Keeran and Kenny could argue that they are dealing with the events leading immediately to the Soviet collapse in 1991 and that in this period Trotsky’s ideas played little part in the struggle between Stalinites and Bukharinites. On this, they are accurate, but they should recognise that this absence was both a collateral result of the policies that ensured the ultimate catastrophe and a factor in producing it. In the first place, it was, after all, not Stalin or Bukharin, but Trotsky, in February 1935, who anticipated that ‘the inevitable collapse of the Stalinist political regime will lead to the establishment of Soviet democracy only in the event that the removal of Bonapartism comes as the conscious act of the proletarian vanguard. In all other cases, in place of Stalinism there could only come the fascist-capitalist counter-revolution.’ Secondly, quite apart from the correctness of Trotsky’s ideas as against those of his rivals, their absence in the debate meant that its centre of gravity was placed firmly to the right: the Stalinite centrists against the neo-Bukharinite rightists.

That this could be so can be traced to the terrible war of 1918-22, a conflict longer, wider in scope and, above all, more bitter than the civil war waged subsequently in Ireland’s twenty-six counties. Though not united, all other parties in the country were agreed in opposing the new Communist regime, most of them allied with the victorious Entente and Americans. To protect itself, the Soviet power became a single party state. Then, as the war approached its end, a turn had to be made from War Communism to the controlled commodity production of the NEP. To prevent splits over this turn, which had created a bitter faction fight already, in 1921, the Tenth Congress of the Communist Party, in 1921, banned party factions and tendencies as a temporary measure.  Lenin and Trotsky agreed to this; Trotsky lived to regret it  A cynic could argue that this was the result of his defeat, but he had a valid case. The natural result of the ban was to handicap open factionalism and inhibit debate. Trotsky’s defeat at the Fourteenth Party Congress was caused by an illegal undeclared faction of Stalin, Zinoviev and Kamenev. Having achieved power aided by temporary measures that curtailed open discussion, Stalin set them in stone. The party was not merely to lead the Soviet state, it was to be identical with it.

Of course, as the authors insist, there was some ‘persistence of ideological diversity and debate in the Party’ (P.21). However, their chosen example is the post-war Zhdanov-Malenkov debate, which shows its limits very clearly. Their account of it is deficient; Stalin’s Economic Problems shows distinct signs of a new Zhdanov-ism. More importantly, their statement that, at the end of the debate ‘Zhdanov died, his closest allies were demoted, and two of them were tried for treason and executed’ (P.22: this writer’s italics) does not present the idea that conditions for ‘diversity and debate’ were exactly healthy.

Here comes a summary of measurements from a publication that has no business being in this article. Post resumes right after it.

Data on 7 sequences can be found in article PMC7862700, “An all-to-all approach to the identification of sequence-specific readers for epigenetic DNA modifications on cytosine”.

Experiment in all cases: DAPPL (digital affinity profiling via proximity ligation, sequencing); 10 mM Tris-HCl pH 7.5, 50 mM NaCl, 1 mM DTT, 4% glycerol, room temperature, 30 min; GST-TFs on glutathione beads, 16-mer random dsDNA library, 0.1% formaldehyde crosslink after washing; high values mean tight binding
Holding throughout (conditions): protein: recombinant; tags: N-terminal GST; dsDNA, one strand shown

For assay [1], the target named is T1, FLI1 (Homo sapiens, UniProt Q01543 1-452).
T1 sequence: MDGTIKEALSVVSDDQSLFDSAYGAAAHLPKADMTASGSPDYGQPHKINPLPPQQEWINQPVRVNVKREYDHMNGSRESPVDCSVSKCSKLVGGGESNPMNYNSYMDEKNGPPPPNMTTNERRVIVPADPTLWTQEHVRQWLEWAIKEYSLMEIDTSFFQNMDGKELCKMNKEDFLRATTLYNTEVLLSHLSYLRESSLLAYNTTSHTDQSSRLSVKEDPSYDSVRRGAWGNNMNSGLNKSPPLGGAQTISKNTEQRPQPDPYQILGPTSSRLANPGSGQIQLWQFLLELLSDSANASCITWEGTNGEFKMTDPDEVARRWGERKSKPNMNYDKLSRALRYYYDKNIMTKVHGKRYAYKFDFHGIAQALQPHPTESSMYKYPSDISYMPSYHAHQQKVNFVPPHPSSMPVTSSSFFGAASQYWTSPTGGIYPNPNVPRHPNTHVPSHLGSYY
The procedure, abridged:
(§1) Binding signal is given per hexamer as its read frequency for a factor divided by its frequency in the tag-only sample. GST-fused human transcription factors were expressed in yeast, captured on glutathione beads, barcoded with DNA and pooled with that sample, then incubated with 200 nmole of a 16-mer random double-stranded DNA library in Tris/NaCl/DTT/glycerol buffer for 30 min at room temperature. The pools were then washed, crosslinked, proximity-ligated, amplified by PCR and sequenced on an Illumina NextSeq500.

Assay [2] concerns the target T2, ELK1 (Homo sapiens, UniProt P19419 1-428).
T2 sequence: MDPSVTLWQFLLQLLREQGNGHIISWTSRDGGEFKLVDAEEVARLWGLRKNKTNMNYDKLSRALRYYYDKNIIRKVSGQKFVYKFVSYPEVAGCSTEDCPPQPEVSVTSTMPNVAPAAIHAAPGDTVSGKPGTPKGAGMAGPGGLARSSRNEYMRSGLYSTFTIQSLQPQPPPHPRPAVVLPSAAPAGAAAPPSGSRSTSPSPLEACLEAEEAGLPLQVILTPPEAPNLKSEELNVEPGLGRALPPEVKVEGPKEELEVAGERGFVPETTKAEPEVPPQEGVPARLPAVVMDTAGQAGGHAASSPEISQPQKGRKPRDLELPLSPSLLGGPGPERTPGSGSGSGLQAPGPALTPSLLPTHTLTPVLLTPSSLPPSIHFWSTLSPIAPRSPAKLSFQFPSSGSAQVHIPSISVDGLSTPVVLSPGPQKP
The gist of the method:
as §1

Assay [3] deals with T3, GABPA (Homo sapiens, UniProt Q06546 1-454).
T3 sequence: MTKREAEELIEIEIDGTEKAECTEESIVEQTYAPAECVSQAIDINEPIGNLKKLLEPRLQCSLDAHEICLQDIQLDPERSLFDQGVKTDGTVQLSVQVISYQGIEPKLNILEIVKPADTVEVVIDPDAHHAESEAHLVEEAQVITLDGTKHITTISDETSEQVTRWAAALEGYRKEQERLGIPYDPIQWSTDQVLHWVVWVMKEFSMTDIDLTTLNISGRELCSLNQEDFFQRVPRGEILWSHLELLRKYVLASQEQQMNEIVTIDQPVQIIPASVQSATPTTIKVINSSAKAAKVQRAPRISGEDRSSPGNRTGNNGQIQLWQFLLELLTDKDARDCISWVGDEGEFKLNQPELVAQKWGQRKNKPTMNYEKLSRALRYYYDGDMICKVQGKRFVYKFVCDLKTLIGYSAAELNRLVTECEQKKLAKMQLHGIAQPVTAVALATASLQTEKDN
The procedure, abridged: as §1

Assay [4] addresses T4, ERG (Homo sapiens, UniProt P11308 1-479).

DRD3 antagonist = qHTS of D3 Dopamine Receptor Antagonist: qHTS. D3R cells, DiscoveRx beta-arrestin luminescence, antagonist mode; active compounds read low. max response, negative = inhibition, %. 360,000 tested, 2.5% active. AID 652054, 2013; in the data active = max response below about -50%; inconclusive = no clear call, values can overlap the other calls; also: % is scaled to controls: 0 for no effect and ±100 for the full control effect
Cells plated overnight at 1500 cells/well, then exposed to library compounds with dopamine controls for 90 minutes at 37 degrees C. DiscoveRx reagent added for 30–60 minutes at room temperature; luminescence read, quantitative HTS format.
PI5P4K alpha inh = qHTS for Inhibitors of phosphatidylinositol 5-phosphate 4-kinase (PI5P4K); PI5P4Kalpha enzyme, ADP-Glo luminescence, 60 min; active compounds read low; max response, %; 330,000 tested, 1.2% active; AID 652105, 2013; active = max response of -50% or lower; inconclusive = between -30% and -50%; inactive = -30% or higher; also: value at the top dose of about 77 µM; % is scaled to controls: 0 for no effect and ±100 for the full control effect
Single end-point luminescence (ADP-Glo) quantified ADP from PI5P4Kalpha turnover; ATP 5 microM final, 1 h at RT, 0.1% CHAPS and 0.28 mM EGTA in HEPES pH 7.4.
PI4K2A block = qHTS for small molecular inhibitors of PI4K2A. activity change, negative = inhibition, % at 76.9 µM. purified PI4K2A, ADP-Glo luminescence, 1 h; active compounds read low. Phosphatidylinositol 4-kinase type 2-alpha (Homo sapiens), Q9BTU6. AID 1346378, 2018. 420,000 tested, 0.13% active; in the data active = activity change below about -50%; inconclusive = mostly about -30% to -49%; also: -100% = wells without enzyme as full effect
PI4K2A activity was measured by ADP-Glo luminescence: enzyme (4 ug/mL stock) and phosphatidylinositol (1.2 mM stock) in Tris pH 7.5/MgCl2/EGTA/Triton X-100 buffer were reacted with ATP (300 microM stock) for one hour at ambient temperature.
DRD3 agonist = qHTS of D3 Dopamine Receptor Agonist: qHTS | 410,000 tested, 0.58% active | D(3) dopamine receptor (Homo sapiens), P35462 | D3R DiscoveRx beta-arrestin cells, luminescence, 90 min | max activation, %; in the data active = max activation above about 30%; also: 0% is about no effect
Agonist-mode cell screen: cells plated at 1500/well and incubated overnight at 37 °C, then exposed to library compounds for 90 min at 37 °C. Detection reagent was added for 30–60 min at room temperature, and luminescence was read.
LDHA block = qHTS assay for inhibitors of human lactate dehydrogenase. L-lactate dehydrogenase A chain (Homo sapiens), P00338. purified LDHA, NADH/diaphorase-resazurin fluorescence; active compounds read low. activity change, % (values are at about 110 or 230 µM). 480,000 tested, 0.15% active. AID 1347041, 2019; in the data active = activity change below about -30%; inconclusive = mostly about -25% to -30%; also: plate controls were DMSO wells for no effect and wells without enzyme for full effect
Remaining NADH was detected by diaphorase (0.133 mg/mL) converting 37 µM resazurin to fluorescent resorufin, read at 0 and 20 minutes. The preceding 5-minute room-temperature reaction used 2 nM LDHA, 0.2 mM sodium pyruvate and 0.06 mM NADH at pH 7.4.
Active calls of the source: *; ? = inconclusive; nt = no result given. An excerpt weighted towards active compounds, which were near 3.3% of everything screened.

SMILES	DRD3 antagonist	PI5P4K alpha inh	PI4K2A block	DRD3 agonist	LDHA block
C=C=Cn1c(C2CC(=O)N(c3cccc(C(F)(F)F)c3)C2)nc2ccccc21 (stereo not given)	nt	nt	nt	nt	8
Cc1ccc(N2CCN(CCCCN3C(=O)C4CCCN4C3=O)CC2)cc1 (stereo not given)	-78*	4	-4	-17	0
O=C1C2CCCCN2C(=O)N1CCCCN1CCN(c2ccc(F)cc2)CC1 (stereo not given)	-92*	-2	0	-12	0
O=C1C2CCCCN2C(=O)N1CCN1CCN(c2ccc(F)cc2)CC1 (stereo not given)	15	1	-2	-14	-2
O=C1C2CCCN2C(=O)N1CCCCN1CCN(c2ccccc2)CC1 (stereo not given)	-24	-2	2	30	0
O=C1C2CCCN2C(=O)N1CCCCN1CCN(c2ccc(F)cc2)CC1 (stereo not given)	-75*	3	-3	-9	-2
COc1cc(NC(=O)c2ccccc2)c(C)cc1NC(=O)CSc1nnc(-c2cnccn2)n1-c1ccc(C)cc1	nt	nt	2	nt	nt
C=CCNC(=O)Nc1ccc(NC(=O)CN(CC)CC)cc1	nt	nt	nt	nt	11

Nor do they address seriously the suppression of dissent outside the Politburo. They make it clear that they approve the suppression of literature critical of the Soviet Union and see Khrushchev’s ‘thaw’ as an error. The name of Trofim Lysenko is not mentioned, so there is no investigation of the results of the enforcement of his erroneous genetic theories in the name of Marxism. The open letter of Medvedev, Sakharov and Turchin is mentioned but dismissed as containing ‘no criticism of the capitalist west’ (P.157), yet their exposure of soviet industrial growth as quantitative (large-scale production of basic resources) rather than qualitative (initiation of new techniques) is relevant to that state’s developing problems, not least two of the three objective problems mentioned by Keeran and Kenny (P.36) as facing the USSR: ‘the relative exhaustion of natural resources’ and ‘the challenge of adopting new computer technology.’ In any case, the authors prefer to concentrate on Brezhnev’s policy defects as recognised by Yuri Andropov, who did not live long enough to tackle them successfully, and in ‘making the reform process deeper and broader’ (P.186). would have been likely to have resorted to old Stalinite methods that could provoke Bukharinite reaction.

Above all, suppression of discussion meant a steady deterioration in political life. On major state matters, the working people were objects rather than subjects for the process. Keeran and Kenny insist that ‘the empowerment of working people’ in the Soviet Union had features that ‘surpassed any capitalist society’ (P.191). They do not examine the features therein that prevented this empowerment reaching to the top. The restorers of capitalism were able to get support for their calls for bourgeois ‘democracy’ because proletarian democracy was restricted, to say the least.